5 years 1 day ago

I hear you Alison! I am absolutely amazed at how our society’s perception of a “healthy” weight has shifted upward and what was “overweight” a couple of decades ago is now considered “normal”.

Anthony
Anthony
5 years 1 day ago

What is the saying about you can’t fly with the eagles when you are scratching around with the turkeys? I hope you know what I mean, but you can’t let others – even our dear old families who always know what’s best for us, right? try and bring us down to their level. These types of people are happiest when others are as miserable and unhealthy as they are. Misery loves company & I don’t mind being on my own.

ces
ces
5 years 2 days ago

Oh man, try having Italian in-laws. If you don’t have a protruding gut, dark circles under your eyes and groan with every move you’re malnourished.

L.Z.
L.Z.
4 years 11 months ago

Hahaha, very well said!

Radrev
Radrev
4 years 11 months ago

Yep. Just happened last weekend.

Nicole
Nicole
4 years 11 months ago

When someone exclaims, “Oh, you’re too thin!”

I always want to say (but don’t), “No. You’re too fat. Rude, right?”

Because, if you think about it, someone saying “You’re too thin!” is JUST as impolite; it’s a criticism on someone’s body. And even if it’s said out of concern, being overweight is cause for concern, too.

Or am I just mean?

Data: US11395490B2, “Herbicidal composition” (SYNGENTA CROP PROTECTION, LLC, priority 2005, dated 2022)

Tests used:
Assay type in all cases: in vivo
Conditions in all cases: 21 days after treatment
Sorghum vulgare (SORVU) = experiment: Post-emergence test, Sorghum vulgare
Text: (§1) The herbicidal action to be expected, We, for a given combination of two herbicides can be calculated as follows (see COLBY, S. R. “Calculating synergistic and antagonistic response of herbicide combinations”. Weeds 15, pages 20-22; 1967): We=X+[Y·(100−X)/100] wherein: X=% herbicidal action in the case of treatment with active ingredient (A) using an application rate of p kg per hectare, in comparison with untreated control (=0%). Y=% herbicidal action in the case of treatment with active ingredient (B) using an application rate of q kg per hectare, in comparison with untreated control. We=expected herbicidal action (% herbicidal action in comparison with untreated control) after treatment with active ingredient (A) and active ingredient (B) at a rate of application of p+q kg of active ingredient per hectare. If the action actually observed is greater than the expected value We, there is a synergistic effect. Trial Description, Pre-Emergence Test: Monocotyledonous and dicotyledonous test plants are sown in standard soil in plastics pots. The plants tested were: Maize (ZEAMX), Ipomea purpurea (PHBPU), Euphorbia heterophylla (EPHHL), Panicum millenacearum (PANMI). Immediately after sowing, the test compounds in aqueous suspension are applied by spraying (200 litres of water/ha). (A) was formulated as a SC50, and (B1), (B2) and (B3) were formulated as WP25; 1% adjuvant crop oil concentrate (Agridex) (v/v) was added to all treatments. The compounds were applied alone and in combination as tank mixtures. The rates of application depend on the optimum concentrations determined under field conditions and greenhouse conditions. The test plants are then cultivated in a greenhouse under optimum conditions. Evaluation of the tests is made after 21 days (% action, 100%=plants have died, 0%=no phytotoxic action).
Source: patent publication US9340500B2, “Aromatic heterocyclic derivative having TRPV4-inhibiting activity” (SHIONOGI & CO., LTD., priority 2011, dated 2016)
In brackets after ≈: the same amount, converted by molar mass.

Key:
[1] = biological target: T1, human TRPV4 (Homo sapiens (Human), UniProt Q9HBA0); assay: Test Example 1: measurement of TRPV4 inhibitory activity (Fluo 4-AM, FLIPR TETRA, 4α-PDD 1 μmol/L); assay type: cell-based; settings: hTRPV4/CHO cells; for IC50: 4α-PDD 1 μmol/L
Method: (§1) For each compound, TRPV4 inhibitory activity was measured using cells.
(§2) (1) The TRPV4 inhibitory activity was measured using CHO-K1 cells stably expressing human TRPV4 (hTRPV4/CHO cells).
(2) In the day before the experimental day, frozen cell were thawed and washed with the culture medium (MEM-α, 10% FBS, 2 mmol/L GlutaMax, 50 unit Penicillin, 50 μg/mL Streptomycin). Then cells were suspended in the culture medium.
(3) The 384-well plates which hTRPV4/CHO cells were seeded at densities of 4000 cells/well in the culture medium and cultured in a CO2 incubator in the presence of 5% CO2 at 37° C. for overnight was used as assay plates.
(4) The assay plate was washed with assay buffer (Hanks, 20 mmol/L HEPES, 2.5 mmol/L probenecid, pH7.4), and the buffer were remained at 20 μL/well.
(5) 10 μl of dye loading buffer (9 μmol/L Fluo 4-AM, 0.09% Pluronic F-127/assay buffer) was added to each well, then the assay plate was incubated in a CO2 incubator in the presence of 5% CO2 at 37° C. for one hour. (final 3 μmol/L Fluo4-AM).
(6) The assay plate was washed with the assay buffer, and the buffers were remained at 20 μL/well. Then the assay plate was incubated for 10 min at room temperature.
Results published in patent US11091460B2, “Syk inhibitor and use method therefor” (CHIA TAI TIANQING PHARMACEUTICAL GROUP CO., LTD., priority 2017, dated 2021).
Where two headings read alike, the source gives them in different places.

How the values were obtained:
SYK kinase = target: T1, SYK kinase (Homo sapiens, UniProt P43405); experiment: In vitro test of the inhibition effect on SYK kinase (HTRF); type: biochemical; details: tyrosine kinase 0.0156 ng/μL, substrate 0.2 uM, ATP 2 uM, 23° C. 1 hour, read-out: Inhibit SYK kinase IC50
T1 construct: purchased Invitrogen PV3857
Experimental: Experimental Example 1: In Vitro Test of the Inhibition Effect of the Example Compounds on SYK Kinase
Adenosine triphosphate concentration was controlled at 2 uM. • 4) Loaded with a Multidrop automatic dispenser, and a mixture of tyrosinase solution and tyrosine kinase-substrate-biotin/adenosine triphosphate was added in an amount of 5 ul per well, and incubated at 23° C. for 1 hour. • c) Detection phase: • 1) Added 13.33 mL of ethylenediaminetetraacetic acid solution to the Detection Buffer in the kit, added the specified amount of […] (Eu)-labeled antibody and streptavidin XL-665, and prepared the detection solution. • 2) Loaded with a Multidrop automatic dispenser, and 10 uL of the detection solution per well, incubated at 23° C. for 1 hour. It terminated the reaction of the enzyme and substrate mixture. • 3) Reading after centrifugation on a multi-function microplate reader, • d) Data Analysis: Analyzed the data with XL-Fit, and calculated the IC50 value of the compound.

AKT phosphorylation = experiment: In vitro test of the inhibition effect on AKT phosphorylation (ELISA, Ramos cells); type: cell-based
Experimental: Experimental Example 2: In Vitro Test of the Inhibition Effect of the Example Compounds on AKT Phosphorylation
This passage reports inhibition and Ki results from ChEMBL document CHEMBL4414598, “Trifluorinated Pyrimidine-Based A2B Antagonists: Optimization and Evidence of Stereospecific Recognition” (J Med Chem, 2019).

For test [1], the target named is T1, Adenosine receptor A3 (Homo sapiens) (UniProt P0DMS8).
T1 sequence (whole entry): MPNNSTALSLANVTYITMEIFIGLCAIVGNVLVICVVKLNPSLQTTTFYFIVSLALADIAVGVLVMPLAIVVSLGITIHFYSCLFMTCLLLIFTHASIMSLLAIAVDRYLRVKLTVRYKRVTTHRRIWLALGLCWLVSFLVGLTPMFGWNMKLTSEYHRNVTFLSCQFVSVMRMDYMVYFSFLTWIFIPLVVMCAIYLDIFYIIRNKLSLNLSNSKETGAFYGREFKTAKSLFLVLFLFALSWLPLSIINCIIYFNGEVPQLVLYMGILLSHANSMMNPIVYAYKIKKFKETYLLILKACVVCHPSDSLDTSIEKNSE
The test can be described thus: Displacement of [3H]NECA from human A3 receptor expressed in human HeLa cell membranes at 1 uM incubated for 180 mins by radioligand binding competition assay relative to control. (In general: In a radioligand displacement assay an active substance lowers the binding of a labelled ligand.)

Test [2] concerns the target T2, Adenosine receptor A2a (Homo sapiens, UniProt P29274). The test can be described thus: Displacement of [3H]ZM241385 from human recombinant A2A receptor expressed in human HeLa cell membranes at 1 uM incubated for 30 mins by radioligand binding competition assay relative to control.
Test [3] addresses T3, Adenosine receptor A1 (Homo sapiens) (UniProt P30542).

Terri
Terri
4 years 4 months ago

Nicole, I have lived with the derogatory “you’re so thin” my entire life! (almost 50) I too have always wanted to reply “you’re so fat” in a pleasant voice and see the response. But you’re right, rude. I have just come to the conclusion that overweight people don’t think they are the ones overweight. Really listen to them some time. They will talk about other unhealthy people but not include them selves, it’s just denial. So consider the source and say “thank you” and if you can walk away. They will get the message, and if not it’s their problem.

mrsunderstood
mrsunderstood
3 years 6 months ago

How unfortunate that you can’t just say…. “Look at YOU! How many medications are you on now? How often are you complaining about joint pain, muscle pain, sleep problems, and weight gain? YOU’RE giving ME advice, and you expect me to listen?!”

Luna K
Luna K
2 years 11 months ago

Never and I am over my recommended weight. Skinny people dont have to go through the pain of someone scared to sit by you cause you are “too skinny”. Dont whine about being skinny in a world where the mentality is: the thinner the better.